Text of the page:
The respondent Comelec likewise committed grave abuse of discretion when it disregarded the mandatory requirements of the SUPREME COURT duly promulgated Rule, specifically Rule 14, Section 11 of the Rules of Procedure in Election Contests Before the Courts Involving Elective Municipal and Barangay Officials by simplistically relying on the dispositive portion of the decision of the trial court and refusing to examine the substantial portion of the said grossly defective trial court decision so as to determine whether the victory of the protestant and the defeat of protestee was clearly established.

The respondent Comelec committed grave abuse of discretion when it sustained the validity of the Special Order granting private respondent's Motion for Execution Pending Appeal notwithstanding the clear absence of the requisite two [2] good reasons to support such grant.

The respondent Comelec committed grave abuse of discretion when it stubbornly insisted on merely applying in this case the general principles of Certiorari Petitions and refused to apply and correlate therewith the provisions of the New Rules on Protest Cases Applicable to the Trial Courts most especially on the subject of Execution Pending Appeal.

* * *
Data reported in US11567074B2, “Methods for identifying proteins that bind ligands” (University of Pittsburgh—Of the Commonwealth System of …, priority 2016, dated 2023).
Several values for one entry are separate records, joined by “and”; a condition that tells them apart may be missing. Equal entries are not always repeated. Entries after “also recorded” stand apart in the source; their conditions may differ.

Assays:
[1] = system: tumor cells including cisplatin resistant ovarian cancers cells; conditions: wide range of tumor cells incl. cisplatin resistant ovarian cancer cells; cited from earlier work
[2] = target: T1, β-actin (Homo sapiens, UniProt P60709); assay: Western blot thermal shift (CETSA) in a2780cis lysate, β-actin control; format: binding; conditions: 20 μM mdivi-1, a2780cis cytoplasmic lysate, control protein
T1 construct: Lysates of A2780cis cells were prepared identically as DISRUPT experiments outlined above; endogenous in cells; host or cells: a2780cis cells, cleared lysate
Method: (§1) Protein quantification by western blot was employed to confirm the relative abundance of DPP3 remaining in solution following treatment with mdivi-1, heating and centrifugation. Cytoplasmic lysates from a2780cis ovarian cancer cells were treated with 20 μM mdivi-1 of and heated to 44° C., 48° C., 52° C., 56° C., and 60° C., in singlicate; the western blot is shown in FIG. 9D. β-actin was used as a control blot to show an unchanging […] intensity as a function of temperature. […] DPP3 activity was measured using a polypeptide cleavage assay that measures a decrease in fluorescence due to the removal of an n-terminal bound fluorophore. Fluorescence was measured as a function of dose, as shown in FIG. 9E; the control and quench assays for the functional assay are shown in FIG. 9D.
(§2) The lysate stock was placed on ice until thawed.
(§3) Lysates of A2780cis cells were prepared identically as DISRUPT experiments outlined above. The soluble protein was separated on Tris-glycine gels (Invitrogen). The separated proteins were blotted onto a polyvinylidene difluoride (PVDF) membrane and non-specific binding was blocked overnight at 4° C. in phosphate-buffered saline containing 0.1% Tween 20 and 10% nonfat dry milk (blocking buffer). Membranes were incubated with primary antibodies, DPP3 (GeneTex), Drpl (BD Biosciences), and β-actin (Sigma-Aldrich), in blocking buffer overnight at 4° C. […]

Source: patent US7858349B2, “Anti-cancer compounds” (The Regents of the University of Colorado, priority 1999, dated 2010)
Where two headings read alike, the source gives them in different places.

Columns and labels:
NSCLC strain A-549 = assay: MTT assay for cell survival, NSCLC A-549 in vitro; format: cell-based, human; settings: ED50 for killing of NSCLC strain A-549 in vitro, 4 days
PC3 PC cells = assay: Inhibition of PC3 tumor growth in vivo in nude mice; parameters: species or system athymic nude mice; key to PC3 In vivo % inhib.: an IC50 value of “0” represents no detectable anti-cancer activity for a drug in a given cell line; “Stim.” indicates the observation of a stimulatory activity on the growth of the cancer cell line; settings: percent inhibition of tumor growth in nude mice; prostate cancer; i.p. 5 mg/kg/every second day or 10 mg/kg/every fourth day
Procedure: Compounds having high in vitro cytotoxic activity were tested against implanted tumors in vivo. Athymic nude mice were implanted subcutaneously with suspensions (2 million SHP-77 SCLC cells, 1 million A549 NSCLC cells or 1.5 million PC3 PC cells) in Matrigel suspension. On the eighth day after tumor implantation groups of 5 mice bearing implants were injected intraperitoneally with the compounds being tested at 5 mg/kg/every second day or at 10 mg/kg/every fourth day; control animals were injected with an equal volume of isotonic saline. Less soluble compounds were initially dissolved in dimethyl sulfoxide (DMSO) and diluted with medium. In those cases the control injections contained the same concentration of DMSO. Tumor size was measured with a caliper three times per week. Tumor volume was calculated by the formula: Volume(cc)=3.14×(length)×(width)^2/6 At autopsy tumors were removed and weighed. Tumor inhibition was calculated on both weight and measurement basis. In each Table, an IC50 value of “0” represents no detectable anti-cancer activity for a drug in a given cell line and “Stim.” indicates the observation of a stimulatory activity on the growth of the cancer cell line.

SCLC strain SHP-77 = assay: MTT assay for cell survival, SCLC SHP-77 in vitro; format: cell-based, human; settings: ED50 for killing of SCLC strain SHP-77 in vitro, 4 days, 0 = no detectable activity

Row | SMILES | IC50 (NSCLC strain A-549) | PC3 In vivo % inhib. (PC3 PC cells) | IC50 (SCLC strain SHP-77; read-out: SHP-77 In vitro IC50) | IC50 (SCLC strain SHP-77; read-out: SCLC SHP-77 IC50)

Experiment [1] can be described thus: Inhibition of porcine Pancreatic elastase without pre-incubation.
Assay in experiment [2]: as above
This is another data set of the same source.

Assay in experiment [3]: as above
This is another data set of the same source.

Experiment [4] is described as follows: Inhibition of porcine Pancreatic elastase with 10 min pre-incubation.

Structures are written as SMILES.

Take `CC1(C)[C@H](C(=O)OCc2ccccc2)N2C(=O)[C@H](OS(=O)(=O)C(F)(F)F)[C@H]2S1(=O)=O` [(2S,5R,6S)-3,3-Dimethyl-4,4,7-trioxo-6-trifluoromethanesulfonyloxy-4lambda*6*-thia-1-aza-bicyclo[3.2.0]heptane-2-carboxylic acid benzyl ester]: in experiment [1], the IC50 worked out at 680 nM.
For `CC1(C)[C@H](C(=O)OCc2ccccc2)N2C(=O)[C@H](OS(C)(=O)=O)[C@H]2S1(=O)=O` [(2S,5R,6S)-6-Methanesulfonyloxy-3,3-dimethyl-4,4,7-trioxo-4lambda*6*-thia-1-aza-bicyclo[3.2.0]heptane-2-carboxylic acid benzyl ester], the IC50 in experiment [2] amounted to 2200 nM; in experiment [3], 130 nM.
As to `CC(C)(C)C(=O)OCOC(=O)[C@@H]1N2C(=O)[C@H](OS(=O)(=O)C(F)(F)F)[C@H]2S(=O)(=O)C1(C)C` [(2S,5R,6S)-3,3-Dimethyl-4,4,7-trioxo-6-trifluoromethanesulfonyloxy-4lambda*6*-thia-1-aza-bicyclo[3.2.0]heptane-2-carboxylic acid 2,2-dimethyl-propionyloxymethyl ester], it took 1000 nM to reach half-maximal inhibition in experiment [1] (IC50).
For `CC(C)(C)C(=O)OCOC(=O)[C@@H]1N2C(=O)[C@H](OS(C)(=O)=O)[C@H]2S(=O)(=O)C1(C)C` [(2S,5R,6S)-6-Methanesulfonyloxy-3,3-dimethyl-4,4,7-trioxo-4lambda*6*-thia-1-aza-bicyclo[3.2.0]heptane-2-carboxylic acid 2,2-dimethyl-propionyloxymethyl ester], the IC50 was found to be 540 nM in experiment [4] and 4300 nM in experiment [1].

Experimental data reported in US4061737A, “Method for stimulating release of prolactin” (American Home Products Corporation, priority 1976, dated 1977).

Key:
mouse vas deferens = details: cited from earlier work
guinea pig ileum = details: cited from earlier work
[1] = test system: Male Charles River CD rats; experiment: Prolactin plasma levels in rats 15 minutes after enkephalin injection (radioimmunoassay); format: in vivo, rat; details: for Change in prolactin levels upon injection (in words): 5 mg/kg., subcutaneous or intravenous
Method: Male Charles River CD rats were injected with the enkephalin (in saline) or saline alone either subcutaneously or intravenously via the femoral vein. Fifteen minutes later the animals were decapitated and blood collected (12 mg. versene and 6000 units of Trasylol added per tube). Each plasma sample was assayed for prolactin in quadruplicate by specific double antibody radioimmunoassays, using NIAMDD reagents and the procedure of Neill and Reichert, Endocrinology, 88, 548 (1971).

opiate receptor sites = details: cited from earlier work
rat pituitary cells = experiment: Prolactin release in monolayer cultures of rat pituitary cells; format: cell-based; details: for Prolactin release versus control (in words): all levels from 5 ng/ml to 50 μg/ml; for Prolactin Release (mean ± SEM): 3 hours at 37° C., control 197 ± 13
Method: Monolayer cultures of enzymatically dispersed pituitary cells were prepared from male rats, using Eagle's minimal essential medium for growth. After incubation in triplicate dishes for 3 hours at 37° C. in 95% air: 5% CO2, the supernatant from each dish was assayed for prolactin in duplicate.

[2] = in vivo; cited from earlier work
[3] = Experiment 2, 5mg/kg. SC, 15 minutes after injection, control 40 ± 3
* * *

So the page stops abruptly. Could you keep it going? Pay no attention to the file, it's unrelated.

In sum, the issue is whether the Comelec gravely abused its discretion amounting to lack or excess of jurisdiction in affirming the execution pending appeal of the decision of the RTC.

Petitioner's Arguments

Petitioner contends that the RTC Decision sought to be executed pending appeal violates the mandatory required form of decisions in election cases and thus should not be executed. She further contends that the determination of whether the victory of the protestant was clearly established should be made from the entire decision and not, as what the Comelec did, merely from the dispositive portion. She insists that the RTC Decision readily shows the inconclusive, defective and infirmed nature of protestant's alleged victory. Petitioner also posits that there was no valid or good reason given for granting the execution pending appeal. She also contends that the Comelec refused to apply the new rules on protest cases and is thus guilty of grave abuse of discretion.

Private Respondent's Arguments

On the other hand, Fernandez contends that the Decision of the RTC is well grounded based on the evidence presented and it clearly establishes his victory over Corral by a margin of 465 votes. Fernandez also contends that there are good reasons to allow execution pending appeal, like giving substance to the voice of the people of El Nido. Hence, he maintains that the decision may properly be the subject of a writ of execution pending appeal.

Our Ruling

There are clear cut requirements on when RTC decisions may be executed pending appeal. Rule 14 of the Rules of Procedure in Election Contests states:

Sec. 11. Execution pending appeal. - On motion of the prevailing party with notice to the adverse party, the court, while still in possession of the original records, may, at its discretion, order the execution of the decision in an election contest before the expiration of the period to appeal, subject to the following rules: